(a) Distributions for tumble angles, P(|dΘ|) (blue line), and for Brownian displacements, (green line), as inferred from experimental data. The shaded blue area corresponds to the type-I error α1, while the green area refers to the type-II error α2. The dashed line marks the threshold dΘcrit. (b) Smoothed sample trajectory with tumbles marked as green circles. They are obtained by a heuristic tumble recognizer (see S5 Text). Endpoints are not classified and therefore black. (c) Rational tumble recognition on the basis of a hypothesis test with the likelihood ratio using the inferred distributions P(|β|) and . Faint orange points are the original trajectory points, colored fat points are trajectory points with time gap Δt = 0.5.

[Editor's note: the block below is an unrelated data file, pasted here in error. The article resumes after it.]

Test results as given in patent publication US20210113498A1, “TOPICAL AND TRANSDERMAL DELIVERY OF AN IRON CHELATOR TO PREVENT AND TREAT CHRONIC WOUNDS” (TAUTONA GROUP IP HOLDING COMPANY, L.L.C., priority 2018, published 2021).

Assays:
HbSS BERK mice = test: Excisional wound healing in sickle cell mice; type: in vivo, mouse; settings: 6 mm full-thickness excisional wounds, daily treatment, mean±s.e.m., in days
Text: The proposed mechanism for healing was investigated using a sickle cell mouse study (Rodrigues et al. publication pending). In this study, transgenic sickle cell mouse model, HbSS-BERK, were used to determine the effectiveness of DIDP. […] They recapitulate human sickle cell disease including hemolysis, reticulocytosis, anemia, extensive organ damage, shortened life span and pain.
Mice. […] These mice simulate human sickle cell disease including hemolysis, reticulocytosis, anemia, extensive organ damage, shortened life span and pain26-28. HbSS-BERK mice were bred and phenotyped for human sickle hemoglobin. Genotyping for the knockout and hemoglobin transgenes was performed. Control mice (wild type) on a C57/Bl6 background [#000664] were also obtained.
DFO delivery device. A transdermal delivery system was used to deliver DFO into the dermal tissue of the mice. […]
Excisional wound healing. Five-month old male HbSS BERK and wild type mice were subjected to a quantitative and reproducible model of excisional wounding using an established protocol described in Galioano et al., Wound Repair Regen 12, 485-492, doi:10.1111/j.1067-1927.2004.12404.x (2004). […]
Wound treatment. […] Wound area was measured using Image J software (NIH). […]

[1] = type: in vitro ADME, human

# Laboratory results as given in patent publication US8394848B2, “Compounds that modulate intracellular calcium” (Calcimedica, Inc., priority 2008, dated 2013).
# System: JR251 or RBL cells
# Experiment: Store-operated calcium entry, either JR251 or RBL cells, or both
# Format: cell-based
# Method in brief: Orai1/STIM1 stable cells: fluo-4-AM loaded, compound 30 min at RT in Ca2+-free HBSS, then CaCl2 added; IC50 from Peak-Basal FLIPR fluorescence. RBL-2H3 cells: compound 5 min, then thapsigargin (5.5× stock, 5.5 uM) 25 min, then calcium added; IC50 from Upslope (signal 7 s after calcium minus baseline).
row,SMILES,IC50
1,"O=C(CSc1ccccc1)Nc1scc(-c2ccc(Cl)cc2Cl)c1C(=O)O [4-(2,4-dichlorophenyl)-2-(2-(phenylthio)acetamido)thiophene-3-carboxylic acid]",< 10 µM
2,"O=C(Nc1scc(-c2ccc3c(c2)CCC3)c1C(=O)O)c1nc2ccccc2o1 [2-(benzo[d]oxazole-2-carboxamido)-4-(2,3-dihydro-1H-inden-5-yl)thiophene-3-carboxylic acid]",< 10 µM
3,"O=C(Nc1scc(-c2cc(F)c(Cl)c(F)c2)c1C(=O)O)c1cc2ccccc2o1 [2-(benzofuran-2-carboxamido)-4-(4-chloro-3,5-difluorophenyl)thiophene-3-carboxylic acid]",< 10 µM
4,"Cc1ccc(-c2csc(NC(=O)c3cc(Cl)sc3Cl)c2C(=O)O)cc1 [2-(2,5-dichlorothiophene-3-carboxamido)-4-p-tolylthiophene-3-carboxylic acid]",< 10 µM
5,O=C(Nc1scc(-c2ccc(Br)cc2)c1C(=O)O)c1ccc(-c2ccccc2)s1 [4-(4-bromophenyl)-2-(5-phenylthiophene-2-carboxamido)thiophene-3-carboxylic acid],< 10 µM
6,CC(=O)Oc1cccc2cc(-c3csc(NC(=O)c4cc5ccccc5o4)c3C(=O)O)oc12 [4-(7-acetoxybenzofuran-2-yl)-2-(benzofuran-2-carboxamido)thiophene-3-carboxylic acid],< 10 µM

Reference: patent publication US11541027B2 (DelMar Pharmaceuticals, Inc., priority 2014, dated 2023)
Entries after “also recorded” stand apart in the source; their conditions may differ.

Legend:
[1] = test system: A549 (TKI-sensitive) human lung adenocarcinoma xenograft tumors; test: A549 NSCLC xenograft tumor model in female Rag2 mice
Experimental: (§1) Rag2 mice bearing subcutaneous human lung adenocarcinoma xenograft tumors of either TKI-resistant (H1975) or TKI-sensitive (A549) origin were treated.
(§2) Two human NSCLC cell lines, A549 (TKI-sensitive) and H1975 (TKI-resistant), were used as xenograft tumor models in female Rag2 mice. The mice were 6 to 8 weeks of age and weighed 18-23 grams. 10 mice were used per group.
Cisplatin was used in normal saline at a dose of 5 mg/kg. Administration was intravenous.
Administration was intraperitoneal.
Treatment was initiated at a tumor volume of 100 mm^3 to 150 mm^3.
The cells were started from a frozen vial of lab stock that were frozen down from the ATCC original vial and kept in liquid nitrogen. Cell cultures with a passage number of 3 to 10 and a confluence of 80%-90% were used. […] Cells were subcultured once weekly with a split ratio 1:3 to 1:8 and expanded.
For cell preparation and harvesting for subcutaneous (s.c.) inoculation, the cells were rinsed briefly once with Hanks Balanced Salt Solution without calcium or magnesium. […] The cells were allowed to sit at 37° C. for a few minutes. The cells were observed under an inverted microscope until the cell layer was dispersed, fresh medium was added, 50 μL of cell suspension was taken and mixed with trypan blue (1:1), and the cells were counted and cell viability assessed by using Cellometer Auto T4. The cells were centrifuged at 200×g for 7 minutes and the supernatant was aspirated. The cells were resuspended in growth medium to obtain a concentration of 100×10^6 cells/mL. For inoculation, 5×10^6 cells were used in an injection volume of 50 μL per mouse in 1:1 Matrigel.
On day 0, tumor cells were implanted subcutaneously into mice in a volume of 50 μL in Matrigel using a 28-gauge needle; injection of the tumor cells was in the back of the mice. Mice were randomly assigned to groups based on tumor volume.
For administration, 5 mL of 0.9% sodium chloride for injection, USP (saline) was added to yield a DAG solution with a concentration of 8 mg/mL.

In the following, we define a novel tumble recognizer, which we call systematic. It makes the probabilistic character of tumbling recognition explicit by quantifying the uncertainty in recognizing a tumble event. To this end, we rely on the framework of statistical hypothesis testing [46]. Intuitively, if for a given reorientation angle dΘ the tumble probability density P(|dΘ)| is larger than , we would call the event a tumble. Accordingly, we introduce the likelihood ratio (22) If R is small, we accept the hypothesis H: “dΘ belongs to a tumble”. If R is large, we reject it and claim that dΘ is of thermal origin. Thus we need to introduce a threshold rcrit such that we accept our hypothesis whenever R < rcrit(α1). Here, the threshold value rcrit depends on the confidence level α1, which is the so-called type-I error or the probability that we miss a tumble. When we introduce a threshold value dΘcrit by the implicit equation R(dΘcrit) = rcrit and assign all angular displacements smaller than dΘcrit to Brownian motion, we are able to quantify the confidence level as [see Fig 5(a)] (23) In our case, we choose α1 = 0.05, determine dΘcrit = 24° from Eq (23), and ultimately rcrit(α1) = 2.3 from rcrit = R(dΘcrit). Once given α1 and dΘcrit, we can calculate the type-II error α2 or the probability that by mistake we recognize a tumble: .